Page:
DOXA film fest showcases Vancouver’s underground music scene

Glimpse into Vancouver's underground music scene with two new docs at DOXA.

Credit: Flickr / Lauren Monaco

Vancouver band Japandroids appear in No Fun City at DOXA film festival

What better way to learn the secrets of Vancouver’s underground music scene than on the big screen

In 2008, I had the chance to see City Beats: Lost Vancouver from the ’40s to the ’60s at the Vancouver DOXA Documentary Film Festival. The program featured a series of archived black-and-white short films that offered “poetic portraits” of our city. The audience was blown away by trolley buses along Hastings, fishing in False Creek and canoes on Lost Lagoon.

Both films, while showcasing very different musical eras promise to reveal some little-known Vancouver secrets. 

Opening this weekend, May 7–16, DOXA is your best best for not-to-miss docs. Looking for schedule information? Check out the Festival Program.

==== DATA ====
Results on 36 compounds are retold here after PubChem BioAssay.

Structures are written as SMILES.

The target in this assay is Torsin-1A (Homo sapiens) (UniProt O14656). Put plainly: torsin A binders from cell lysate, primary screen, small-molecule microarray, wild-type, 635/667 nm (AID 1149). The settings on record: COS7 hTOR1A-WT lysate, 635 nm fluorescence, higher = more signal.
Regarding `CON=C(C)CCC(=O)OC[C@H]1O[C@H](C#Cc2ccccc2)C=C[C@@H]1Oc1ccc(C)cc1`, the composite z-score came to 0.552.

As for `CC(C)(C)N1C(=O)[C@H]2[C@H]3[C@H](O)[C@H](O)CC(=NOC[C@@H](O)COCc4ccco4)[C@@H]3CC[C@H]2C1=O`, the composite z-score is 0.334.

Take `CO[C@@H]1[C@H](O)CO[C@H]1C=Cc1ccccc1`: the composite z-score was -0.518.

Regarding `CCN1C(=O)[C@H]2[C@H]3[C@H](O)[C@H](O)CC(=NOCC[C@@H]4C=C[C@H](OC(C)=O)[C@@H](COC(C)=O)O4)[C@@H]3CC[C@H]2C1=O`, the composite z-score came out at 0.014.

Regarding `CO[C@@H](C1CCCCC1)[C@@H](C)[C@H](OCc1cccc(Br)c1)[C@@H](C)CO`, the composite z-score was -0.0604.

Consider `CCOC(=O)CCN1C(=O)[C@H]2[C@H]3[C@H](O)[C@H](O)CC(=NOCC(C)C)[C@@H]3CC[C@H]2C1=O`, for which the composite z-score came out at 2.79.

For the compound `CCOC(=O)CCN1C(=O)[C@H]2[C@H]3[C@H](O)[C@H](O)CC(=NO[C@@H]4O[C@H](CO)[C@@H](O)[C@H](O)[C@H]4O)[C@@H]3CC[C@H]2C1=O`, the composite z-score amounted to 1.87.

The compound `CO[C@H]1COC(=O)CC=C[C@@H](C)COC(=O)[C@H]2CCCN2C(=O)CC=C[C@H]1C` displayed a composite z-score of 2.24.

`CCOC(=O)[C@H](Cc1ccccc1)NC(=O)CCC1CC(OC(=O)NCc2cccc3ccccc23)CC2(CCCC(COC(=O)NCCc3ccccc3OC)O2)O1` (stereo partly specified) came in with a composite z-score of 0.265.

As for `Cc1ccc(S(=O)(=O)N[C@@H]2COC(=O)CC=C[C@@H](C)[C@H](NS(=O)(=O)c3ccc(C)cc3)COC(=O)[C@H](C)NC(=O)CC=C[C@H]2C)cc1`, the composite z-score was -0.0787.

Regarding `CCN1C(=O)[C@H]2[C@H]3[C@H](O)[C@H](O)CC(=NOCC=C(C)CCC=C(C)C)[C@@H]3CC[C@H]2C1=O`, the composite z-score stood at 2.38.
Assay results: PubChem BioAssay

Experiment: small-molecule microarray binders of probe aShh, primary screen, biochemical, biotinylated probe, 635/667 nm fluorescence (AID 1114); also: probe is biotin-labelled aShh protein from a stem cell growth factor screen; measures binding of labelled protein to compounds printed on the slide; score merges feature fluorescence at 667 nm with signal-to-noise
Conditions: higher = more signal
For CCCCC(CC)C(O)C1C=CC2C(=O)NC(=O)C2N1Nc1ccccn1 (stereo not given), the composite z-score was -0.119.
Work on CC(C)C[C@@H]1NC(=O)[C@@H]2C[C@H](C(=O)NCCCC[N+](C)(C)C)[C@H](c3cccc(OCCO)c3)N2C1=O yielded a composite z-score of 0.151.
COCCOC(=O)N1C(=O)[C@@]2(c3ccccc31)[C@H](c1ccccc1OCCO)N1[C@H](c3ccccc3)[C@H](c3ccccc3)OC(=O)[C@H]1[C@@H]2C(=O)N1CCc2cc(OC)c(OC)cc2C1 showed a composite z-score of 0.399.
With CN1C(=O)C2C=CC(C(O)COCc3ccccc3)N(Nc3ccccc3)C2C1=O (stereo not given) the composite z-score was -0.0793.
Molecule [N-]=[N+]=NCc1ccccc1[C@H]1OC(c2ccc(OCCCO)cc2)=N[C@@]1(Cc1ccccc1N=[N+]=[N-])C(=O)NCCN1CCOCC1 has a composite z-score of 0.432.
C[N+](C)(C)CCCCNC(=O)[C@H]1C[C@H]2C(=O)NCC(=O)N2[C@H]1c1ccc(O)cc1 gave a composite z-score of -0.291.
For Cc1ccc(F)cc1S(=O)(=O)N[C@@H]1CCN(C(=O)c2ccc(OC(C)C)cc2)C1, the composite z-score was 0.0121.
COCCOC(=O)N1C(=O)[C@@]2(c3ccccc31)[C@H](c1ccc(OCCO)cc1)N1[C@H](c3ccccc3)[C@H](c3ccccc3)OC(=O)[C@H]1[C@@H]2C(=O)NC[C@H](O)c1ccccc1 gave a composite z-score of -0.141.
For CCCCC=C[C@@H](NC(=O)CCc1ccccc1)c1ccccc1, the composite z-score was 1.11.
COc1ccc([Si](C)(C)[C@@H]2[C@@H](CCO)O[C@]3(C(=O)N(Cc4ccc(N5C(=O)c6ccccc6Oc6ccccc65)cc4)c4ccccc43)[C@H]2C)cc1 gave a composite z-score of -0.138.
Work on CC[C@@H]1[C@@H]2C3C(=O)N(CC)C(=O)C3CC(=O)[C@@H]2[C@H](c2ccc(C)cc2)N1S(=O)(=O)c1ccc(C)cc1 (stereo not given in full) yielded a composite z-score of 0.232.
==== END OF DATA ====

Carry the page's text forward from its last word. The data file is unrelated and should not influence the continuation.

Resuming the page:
Similarly, if you’ve ever walked by a scenester on Main Street and thought you’d travelled back in time, two docs at this year’s DOXA fest may just set you straight. Set to have its world premiere at DOXA, Susanne Tabata’s Bloodied but Unbowed chronicles the emergence of Vancouver’s 1970s and ’80s punk rock scene. If it’s anything like the trailer, the film is sure to feature some very colourful characters!

DOXA Documentary Film Festival

May 7–16, 2010

Theatres around Vancouver

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Or, if you’re more interested in Vancouver’s contemporary music scene check out Melissa James and Kate Kroll’s No Fun City, a doc that provides a glimpse into Vancouver’s underground music scene today and features performances from bands you’re sure to remember: including 3 Inches of Blood, Nu Sensae and the Sex Negatives.


No Fun City trailer